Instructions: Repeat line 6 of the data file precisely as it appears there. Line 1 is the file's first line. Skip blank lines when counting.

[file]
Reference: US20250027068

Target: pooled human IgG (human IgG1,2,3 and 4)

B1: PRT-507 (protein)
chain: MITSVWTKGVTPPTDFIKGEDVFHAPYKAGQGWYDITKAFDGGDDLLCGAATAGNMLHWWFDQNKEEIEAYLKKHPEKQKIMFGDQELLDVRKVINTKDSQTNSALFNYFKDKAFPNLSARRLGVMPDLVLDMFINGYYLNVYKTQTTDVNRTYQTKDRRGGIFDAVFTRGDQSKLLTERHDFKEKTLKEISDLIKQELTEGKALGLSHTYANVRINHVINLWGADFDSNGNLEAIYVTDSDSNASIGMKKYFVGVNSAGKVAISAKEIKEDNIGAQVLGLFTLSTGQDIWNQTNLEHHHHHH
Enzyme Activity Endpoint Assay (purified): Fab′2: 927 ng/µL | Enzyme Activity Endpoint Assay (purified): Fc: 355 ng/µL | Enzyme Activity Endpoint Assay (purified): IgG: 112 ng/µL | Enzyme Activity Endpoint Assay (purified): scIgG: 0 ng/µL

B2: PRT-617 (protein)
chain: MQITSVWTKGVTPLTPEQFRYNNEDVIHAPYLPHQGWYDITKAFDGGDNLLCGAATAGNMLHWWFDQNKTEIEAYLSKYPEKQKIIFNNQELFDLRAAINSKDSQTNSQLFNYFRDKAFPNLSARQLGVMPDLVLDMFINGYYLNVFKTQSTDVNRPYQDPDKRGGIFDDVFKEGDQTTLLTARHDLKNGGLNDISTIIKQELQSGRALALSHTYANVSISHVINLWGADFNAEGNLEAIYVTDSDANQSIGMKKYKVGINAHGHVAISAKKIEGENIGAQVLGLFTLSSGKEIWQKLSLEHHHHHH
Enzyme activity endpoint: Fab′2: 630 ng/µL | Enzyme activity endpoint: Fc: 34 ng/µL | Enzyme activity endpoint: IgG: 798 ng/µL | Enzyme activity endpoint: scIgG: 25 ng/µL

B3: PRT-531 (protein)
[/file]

B2: PRT-617 (protein)